Lionel Messi approached Sunday's World Cup final hoping to emulate Diego Maradona and inspire a heavily reliant Argentina team to their first world title in 28 years.
He fell agonisingly short, looking jaded and isolated as a superior Germany side eventually wore down their spirited opponents to triumph courtesy of a Mario Gotze goal in extra time.
Goal casts an eye over the 27-year-old's performance and examines what the future holds for this special talent.
|PERFORMANCE AGAINST GERMANY
With Angel Di Maria injured and Sergio Aguero not considered to be in condition to start, Messi knew that he would have to defeat the most formidable team in the World Cup with minimal attacking support.
In the end the task proved beyond him, though it was not for any lack of effort. The Barcelona superstar drifted in between the defensive lines to pick up the ball and ran at the German defence at every opportunity.
While not a goal threat himself in the first 45 minutes, Messi's awareness and vision on the run panicked Germany time and again, and on one occasion only a superb interception from Bastian Schweinsteiger denied Gonzalo Higuain what would in all likelihood have been a tap-in.
The big moment came two minutes after the interval. Lucas Biglia's precise pass set Messi running through on Manuel Neuer and the world held its collective breath, but arguably the world's best finisher screwed his low effort narrowly wide of the far post. It was the best chance he would get all match.
As the game wore on Messi visibly appeared to tire, and in extra-time his influence was minimal at best. Perhaps he was preparing himself mentally and physically for the penalty shootout which had begun to look inevitable.
But then Gotze volleyed in superbly to make Argentina's situation desperate. Messi had their last chance - a free-kick lashed wildly over from an improbable angle and distance - and that was that.
|HE'D BE PERFECT FOR...
Who would turn down the greatest player of his generation? The 'false nine' has yet to be deployed with any real success in the Premier League - though it might be argued that Arsene Wenger briefly experimented with Theo Walcott and Gervinho occupying the position in the 2012-13 season, and West Ham boss Sam Allardyce was forced to put Ravel Morrison there in the absence of any fit conventional frontmen last term - but there seems little reason why it could not work.
By the end of this summer, it is likely that all of the Premier League's top six will be well-stocked with highly-regarded strikers. Manchester United have Wayne Rooney and Robin van Persie. Manchester City's attacking options need no reinforcement. Liverpool have lost Luis Suarez but gained £70 million, and still have Daniel Sturridge. Chelsea are once again going down the target man route with Diego Costa. Arsenal have signed Alexis Sanchez to complement Olivier Giroud and Tottenham are pursuing Wilfried Bony.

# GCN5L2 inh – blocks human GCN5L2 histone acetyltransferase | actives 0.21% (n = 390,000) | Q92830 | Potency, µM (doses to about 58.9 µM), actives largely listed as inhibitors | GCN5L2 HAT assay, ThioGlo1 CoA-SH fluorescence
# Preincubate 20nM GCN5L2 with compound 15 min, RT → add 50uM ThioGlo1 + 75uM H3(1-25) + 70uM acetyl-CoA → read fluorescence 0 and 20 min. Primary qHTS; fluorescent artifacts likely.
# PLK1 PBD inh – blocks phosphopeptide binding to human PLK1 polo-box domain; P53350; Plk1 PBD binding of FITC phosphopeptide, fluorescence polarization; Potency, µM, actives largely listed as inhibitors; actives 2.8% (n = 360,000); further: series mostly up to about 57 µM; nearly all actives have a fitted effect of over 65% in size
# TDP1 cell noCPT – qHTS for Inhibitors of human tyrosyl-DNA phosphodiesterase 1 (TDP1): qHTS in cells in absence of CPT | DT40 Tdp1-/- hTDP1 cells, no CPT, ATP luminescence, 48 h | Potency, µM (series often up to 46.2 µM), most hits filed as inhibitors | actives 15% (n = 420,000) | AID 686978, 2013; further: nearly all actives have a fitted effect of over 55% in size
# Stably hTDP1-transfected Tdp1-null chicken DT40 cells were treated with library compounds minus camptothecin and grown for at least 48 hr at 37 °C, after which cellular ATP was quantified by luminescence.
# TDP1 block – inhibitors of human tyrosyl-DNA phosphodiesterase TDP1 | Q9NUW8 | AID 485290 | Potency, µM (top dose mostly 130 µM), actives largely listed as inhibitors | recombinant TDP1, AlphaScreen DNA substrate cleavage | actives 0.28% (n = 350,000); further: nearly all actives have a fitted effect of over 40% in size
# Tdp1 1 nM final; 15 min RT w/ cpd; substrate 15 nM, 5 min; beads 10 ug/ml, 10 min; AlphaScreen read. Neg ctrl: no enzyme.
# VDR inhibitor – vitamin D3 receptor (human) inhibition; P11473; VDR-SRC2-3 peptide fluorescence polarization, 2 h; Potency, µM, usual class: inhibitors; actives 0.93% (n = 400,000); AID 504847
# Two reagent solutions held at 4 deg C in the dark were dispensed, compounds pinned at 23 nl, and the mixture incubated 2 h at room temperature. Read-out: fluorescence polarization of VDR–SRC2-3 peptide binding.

That said, any club would be willing to change its plans at the slightest hint that Messi might be available.
|WHAT DOES THE FUTURE HOLD?
Messi appears as settled at Barcelona as ever, having signed a new long-term contract in May which keeps around the top of the list of the world's highest-paid footballers.
But from a sporting perspective there is more cause for concern. Barcelona ended last season without a trophy or a manager, and new boss Luis Enrique has the unenviable task of rejuvenating one of history's most successful teams.
The Catalan giants have made a bold start to this process, signing Croatia star Ivan Rakitic for £16 million and securing the brilliant but combustible talent of Luis Suarez for £70m from Liverpool.
On paper a three-man strikeforce of Suarez, Messi and Neymar looks unstoppable in any configuration, but football is not played on paper. Messi and Neymar have yet to add up to the sum of their illustrious parts in tandem, despite the Brazilian's obvious willingness to set his ego aside and play for the main man of the team.
Suarez's work rate and ability is beyond doubt but he was allowed to be a "soloist" by Brendan Rodgers, going for goal himself even with team-mates in more promising positions - an approach which frequently brought him into conflict with Daniel Sturridge, another talented striker characterised by a similar attitude.
History tells us that Messi does not tolerate attacking partners who do not look for him first or shift positions to accommodate him - as Zlatan Ibrahimovic learned - but Suarez is a huge investment, even by Barcelona's standards. If a clash occurs, on or off the pitch, it carries the potential to unsettle both men and the team.
Then there is the issue of a new challenge. Messi is now 27. He has been at Barcelona since he was 14 - almost as long as he lived in Argentina. He has won everything at the club where he is all-time top goalscorer and a living legend. Will he eventually need new surroundings and targets to help him maintain his pre-eminent status in the game?